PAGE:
In a Lonely Place Paperback – Nov 1 2003
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About the Author
Dorothy B. Hughes (1904-93) was born in Kansas City, Missouri, and lived most of her life in New Mexico. A journalist and a poet, she began publishing hard-boiled crime novels in 1940, three of which were made into successful films: The Fallen Sparrow (1943), Ride the Pink Horse (1947) and In a Lonely Place (1950). In her later years, Hughes reviewed crime novels for the LA Times, the New York Herald Tribune and other papers. She was named a Grand Master by the Mystery Writers of America. --This text refers to an alternate Paperback edition.
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Top Customer Reviews
Quite unlike the famous (and excellent) movie based on the book, both in plot and in mood.
Most Helpful Customer Reviews on Amazon.com (beta)
Published in 1947, "In a Lonely Place" is different from much of today's standard serial killer fare. Unlike books such as "Hannibal" or "Red Dragon," all the violence occurs offstage, during gaps in the narration. But that doesn't make it any less scary--in fact, it ups the creepiness quotient considerably. Hughes tells her story from the point of view of the "perp" himself, with all the events filtered through Steele's eyes and thoughts. Normal in the book is what's normal to the killer whose solitary, predatory nature places him "in a lonely place" outside of the rest of humanity. His anger, his misogyny, his hatred of those richer than he, and his sense of entitlement justify his actions in his own mind. By keeping the gore offstage, the author maintains the focus on the killer's twisted mind, which is where the true horror lies.
"In a Lonely Place" was made into a movie in 1950 starring Humphrey Bogart (who else?) and Gloria Grahame. The film kept some of the elements of the book, but switched the focus to domestic violence. Dark as the film is (and it's a masterpiece of film noir), the book is even darker. If you're looking for a play-by-play novelization of the movie, this isn't it. But if you're looking for a character study of a killer's mind, then turn on the night light and dig in.
IN A LONELY PLACE is the story of Dickson Steele, an ex-Air Force pilot who has come to Los Angeles with many secrets, not the least of which is that his hobby is raping and murdering women. When he runs into his old war buddy Brub Nicolai, he's at once alarmed and thrilled by the discovery that Brub has become a detective in the Beverly Hills police department, and is trying to solve the very murders that he, Dix, is committing. While enjoying what he sees as a a kind of ongoing in-joke at his friend's expense, Dix soon develops an attraction to a wanna-be actress in his apartment complex named Laurel Gray, but Laurel's presence in Dickson's life throws him off his game. On the one hand, he genuinely loves the hard and sultry Laurel; on the other, he genuinely hates women - especially Brub's attractive and too-shrewd wife, Sylvia. And when Dix Steele feels stress, his only relief is indulging in his hobby.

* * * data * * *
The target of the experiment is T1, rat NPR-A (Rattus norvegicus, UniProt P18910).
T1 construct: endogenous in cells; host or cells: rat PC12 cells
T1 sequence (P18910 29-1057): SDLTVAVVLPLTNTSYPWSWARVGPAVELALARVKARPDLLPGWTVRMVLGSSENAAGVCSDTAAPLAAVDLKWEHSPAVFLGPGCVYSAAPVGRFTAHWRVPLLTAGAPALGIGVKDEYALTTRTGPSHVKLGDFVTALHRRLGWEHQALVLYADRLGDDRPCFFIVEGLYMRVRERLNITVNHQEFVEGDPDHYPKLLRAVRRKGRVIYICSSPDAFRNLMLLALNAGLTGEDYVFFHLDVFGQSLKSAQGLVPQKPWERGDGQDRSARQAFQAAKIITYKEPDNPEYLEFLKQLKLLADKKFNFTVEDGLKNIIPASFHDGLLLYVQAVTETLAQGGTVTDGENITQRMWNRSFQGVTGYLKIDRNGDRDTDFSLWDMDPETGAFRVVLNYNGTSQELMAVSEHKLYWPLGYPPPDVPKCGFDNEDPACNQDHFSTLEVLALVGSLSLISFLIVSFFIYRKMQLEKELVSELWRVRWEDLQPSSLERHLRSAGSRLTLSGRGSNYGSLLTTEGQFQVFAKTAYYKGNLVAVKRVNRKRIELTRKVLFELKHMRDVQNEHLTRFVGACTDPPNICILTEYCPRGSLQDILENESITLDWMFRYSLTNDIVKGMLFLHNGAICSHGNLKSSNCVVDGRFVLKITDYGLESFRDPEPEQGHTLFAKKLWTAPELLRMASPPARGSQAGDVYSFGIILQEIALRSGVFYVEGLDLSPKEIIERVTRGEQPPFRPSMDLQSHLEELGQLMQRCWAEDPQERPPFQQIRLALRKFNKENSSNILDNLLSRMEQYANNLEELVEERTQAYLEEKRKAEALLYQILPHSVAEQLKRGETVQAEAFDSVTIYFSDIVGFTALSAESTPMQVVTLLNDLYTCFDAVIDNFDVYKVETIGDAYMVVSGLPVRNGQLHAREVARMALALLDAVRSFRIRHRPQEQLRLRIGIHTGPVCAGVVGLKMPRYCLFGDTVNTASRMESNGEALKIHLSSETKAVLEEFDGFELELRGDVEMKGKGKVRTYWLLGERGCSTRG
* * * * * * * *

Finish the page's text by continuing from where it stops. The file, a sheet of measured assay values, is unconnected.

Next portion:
IN A LONELY PLACE is in many ways classic noir. It was written in 1947, and a sense of postwar disappointment pervades every page, along with a feeling that Dickson somehow represents the stereotype of the midcentury American male gone horribly wrong. In one sense has all the traits associated with maniless - a danger-loving loner who drinks hard, loves hard, wears the right clothes, drives the right car and plays by his own rules, he could be the archetypal hero of any hundred detective or adventure novels, except that each of these traits is as twisted as a corkscrew. His daredevilry takes the form of a sick cat-and-mouse game played for cheap thrills, his sexuality is mixed up with misogyny and sadism, and his easygoing lifestyle is predicated on theft and parasitism. As for playing by his own rules, they amount to to thinking, apropos of one of his victims, "the only exciting thing that had ever happened to her was to be raped and murdered." Being inside his mind is a grim and disheartening experience, a sort of tour-de-force of the worst aspects of human desires. In a sense he's a kind of metaphor for frustrated Hollywood types who are long on ambition but short on talent and scruples. And this is the novel's strength as well as its weakness, because Dix is such a total rotter that after a while you just want to put the book down and take a shower. And yet it's a testament to the strength of Hughes' cool, cynical, intensely personal prose that you don't put the book down. You have to keep reading, keep peeling back the layers of this rotten onion to see if there's anything at the core. Whether Hughes delivers that last explanatory kernel a matter of opinion; Dix's final utterance could be seen as an unsatisfying cop-out or a brilliant bit of existential simplicity. Who knows? Maybe I'll have to read the damned thing again after all, just to decide.